Purpose: Few national surveys currently assess hookah smoking among youth. This study describes the prevalence, patterns of use, and perceptions about hookah in a nationally representative survey of Canadian grades 9-12 students.
Methods: The Youth Smoking Survey 2012/2013 was administered to 27,404 Canadian grades 9-12 students attending schools in nine Canadian provinces representing 96 % of Canadian population. Relevant dichotomous outcomes included ever use, use in the last 30 days, and the belief that hookah use is less harmful than cigarette smoking. Covariates included smoking status, sex, grade, province of residence, race/ethnicity, and amount of weekly spending money. Logistic regression models were used to examine: covariates related to the odds of ever and last-30-day hookah use; covariates related to perceptions about the harms of hookah smoking; the extent to which perceptions were associated with odds of hookah use; and whether survey year (2010/2011 or 2012/2013) was associated with hookah use, and marginal effects were calculated.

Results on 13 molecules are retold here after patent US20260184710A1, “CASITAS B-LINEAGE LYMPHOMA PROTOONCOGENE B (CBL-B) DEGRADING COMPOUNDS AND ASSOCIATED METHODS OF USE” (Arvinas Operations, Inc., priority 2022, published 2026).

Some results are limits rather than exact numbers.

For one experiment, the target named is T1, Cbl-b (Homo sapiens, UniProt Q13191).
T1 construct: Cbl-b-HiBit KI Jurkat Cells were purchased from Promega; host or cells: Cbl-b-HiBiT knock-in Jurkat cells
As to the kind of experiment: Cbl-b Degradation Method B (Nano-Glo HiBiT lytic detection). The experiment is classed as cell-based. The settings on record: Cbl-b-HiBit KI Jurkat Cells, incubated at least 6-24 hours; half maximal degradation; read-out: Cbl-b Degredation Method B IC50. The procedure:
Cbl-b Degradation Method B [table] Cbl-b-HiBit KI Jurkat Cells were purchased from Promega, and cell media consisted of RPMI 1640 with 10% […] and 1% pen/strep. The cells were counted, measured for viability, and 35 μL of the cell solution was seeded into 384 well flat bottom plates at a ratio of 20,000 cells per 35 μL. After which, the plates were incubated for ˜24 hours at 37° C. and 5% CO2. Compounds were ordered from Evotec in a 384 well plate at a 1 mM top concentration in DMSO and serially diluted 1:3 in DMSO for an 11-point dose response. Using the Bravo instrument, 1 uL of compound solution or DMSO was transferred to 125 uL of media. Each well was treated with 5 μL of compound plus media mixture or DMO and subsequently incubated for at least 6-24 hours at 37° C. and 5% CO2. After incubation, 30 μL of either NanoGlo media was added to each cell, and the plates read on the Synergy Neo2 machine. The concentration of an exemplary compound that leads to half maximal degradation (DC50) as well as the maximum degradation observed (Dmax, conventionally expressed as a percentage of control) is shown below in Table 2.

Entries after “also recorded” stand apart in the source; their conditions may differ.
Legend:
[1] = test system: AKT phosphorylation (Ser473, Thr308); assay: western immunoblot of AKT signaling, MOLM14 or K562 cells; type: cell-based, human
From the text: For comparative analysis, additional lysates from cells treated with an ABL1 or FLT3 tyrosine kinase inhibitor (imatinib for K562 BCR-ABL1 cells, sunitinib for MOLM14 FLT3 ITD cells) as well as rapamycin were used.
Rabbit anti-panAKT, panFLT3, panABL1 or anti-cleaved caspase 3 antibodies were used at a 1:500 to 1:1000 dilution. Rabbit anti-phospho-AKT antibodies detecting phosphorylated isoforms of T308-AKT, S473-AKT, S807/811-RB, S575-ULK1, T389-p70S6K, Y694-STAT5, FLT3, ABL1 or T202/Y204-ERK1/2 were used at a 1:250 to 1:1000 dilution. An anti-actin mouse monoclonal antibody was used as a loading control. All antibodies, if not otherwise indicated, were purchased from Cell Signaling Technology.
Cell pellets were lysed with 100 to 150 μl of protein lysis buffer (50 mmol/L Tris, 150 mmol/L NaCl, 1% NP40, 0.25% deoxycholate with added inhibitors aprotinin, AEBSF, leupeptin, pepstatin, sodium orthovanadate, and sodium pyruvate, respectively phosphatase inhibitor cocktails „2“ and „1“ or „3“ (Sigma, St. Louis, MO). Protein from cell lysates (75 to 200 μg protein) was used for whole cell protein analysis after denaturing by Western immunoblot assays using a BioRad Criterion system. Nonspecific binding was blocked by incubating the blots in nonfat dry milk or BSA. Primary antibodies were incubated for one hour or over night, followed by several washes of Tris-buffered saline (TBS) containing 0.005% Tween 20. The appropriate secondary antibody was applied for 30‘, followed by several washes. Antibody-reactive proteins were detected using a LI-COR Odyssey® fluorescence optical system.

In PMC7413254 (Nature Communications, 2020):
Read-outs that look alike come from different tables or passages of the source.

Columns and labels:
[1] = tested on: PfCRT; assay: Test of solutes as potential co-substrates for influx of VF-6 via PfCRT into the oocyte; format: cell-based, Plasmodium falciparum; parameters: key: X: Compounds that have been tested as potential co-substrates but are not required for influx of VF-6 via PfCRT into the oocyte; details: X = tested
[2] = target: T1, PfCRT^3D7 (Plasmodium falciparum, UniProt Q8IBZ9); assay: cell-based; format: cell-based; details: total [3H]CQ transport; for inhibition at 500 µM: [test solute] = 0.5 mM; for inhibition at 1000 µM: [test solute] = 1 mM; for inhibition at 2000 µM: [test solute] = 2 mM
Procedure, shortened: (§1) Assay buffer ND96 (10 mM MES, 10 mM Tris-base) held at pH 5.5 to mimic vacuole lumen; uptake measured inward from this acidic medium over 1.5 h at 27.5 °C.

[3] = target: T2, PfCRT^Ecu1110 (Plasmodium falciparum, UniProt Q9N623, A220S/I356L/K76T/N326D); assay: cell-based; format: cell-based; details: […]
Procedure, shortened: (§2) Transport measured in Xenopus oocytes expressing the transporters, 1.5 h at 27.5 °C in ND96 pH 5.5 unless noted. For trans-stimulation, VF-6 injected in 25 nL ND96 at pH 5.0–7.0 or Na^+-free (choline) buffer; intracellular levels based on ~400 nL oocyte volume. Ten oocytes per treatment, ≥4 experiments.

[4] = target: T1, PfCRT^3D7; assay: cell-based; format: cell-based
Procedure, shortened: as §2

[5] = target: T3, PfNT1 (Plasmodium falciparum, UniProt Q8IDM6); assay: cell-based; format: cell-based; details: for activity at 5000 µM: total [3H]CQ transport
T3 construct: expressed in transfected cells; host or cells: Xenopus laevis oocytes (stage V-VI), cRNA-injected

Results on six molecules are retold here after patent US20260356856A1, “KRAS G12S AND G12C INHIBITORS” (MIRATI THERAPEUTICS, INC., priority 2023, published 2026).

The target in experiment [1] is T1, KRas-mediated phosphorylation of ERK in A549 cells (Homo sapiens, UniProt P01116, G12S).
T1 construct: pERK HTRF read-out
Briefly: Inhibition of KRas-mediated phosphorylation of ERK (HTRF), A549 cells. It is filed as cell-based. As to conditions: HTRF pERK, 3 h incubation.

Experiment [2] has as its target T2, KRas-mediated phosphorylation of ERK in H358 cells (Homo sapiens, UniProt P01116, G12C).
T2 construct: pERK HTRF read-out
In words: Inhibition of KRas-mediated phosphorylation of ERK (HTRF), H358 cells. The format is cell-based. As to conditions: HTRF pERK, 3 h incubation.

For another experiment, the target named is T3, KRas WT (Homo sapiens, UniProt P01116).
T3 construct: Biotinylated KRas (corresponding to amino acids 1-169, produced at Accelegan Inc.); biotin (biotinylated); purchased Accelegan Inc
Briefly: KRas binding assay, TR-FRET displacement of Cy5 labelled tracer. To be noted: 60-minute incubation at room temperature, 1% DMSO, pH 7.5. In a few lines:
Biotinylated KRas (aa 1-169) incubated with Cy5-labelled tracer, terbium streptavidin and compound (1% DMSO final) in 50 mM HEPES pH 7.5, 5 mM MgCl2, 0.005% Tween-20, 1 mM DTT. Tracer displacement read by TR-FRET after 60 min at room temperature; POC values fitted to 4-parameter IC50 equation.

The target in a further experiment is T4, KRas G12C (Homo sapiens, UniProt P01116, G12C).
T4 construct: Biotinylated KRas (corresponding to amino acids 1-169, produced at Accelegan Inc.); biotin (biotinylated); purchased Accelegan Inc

Results: In Canada, 5.4 % of students in grades 9-12 currently use hookah and 14.3 % report ever using hookah. In 2012/2013, students had significantly higher odds of using hookah compared to students in 2010/2011 (OR 1.5, 95 % CI 1.2, 2.1). About half of hookah users (51 %) used flavored hookah. Students who believed that hookah use was less harmful than cigarette smoking had significantly higher odds of current hookah use (OR 2.6, 95 % CI 1.9, 3.5), as did students who reported higher amounts of weekly spending money. Current smokers had an 18 % higher predicted probability of currently using hookah compared to non-smokers.
Conclusions: Hookah use among youth is of growing concern in Canada. Findings can be used to inform policy development related to youth hookah smoking.